Towards the end of his reign, Akhen-Aten accepted his son-in-law Smenkh-ka-Ra, husband to the king’s eldest daughter, as his co-regent and heir to the throne of Egypt.  That he had no sons of his own compelled him to this end in acquiring an heir.  However, while Smenkh-ka-Ra may have been eager to become the next king of Egypt, he seems to have had no commitment to the new faith of his father-in-law.  This is indicated by evidence that he quickly left Akhet-Aten to take up residence in the ancient capital of Thebes.  Jilted by his son-in-law, Akhen-Aten was left without an heir.  There is even a suggestion that he may have been abandoned by his wife, Nefer-titi, in the end.  However it happened, we may assume that the monotheistic king of Egypy died an isolated and hated man.  His mummy has never been found, and indeed he may never have been mummified.  His very enemies, in keeping with Egyptian tradition, probably destroyed his body even as they destroyed his city after his death.  His tomb has been found, and his sarcophagus within the tomb, but the sarcophagus stands empty and evidence suggests that it never held a body.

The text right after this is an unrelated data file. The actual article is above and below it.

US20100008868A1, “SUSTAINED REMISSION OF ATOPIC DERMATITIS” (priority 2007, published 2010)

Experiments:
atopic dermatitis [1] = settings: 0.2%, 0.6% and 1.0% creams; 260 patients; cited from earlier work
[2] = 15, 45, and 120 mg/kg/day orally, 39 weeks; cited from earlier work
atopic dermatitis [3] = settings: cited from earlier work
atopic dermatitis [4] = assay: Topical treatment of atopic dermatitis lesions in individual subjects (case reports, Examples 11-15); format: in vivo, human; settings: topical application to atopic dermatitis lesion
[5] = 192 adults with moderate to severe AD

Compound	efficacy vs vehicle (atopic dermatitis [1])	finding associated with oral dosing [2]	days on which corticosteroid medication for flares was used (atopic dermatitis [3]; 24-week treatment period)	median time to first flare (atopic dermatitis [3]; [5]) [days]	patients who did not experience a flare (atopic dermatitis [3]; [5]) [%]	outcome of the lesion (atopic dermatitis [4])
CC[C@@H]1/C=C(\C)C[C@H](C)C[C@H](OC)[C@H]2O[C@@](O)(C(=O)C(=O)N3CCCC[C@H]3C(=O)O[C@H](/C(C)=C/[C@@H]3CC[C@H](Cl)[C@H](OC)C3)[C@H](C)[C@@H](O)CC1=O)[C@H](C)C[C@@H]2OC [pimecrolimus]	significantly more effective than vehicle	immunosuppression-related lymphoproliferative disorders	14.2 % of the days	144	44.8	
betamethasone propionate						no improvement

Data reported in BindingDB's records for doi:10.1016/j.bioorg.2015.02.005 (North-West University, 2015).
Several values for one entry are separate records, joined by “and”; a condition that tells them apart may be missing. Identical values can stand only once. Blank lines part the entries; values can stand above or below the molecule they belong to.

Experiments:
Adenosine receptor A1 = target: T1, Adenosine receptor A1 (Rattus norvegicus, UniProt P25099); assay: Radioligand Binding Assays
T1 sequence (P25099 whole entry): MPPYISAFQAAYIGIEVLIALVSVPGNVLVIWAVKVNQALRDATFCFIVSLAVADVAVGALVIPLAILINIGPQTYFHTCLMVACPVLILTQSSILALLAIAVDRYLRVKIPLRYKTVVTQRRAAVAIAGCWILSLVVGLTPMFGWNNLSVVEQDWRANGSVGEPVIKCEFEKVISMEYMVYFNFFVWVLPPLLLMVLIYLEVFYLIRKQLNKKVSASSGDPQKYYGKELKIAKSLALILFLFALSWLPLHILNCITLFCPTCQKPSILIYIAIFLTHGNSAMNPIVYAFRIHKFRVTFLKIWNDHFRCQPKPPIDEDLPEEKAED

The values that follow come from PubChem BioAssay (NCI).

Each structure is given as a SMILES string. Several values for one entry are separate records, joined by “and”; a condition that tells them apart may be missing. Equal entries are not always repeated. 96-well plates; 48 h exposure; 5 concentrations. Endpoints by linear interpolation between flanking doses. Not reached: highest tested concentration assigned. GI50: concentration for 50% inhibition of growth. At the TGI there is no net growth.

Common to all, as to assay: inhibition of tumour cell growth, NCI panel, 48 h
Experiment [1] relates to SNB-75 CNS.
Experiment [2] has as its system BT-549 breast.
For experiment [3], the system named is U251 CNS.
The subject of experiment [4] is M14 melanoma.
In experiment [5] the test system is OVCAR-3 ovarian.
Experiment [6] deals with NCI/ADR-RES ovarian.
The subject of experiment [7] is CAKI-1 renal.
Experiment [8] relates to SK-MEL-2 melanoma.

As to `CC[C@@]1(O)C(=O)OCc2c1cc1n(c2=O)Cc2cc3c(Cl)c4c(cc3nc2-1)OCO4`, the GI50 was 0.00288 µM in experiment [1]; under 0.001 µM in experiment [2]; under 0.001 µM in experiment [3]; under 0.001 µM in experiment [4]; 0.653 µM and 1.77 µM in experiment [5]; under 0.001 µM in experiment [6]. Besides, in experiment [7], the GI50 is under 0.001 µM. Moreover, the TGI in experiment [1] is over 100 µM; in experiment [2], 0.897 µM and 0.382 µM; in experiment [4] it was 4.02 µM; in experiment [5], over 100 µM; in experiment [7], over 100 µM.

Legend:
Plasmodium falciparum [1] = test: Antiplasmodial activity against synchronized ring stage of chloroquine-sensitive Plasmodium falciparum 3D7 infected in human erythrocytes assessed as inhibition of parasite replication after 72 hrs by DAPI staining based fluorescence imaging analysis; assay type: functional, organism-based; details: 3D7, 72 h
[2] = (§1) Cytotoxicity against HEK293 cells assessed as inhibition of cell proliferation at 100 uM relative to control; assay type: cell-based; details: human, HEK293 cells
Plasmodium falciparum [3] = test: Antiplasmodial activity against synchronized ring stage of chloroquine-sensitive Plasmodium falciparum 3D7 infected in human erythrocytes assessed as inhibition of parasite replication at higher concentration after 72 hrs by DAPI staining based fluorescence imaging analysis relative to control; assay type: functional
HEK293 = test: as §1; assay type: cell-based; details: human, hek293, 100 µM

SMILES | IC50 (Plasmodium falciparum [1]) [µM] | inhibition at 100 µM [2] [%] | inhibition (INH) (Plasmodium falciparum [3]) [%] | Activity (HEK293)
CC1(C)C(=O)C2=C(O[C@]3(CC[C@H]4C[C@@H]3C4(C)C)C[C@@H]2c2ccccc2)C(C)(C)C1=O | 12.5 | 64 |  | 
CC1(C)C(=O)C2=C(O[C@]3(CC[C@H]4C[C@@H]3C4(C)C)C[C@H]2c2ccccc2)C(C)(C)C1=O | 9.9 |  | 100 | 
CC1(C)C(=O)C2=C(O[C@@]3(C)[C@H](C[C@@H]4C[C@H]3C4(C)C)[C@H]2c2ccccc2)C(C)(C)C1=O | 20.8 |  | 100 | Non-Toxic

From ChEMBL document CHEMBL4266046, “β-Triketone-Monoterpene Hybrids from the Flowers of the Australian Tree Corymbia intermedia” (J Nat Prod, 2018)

The curse of Akhen-Aten then descended on his only remaining male heir, husband to his last daughter, Ankhes-en-Amun.  This was the famous King Tut, well known in contemporary society for his remarkable tomb, but most significant in history because it was the boy king Tut who, seeing which way the wind was blowing, rejected the monotheistic revolution of his father Akhen-Aten.  Tut ordered the temples to the ancient gods reopened and generously gave to the priests, no doubt hoping thereby to win their support.  But it was too late for Tut.  Before he had even reached his 20th birthday, Tut died.  A popular theory, based on an early forensic examination of an injury to his skull, was that he had been murdered, most likely by his own chief advisor Ay, who coveted the throne for himself.  We know that Ay did indeed become pharaoh after Tut’s death, but only after he had apparently compelled  Tut’s widow, Ankhes-en-Amun, to marry him.  Thereby, Ay gained legitimacy for his own claim to the throne, although his death put an end to this most amazing dynasty and gave rise to one of the most renowned dynasty in all of Egyptian history – that of Ramesses the Great.  More recent examinations of Tut’s body, however, suggest that he more likely died from malaria or from an infection that had spread through his body following a severe injury to his leg, the kind of injury that might have been caused in battle or even from falling off his horse.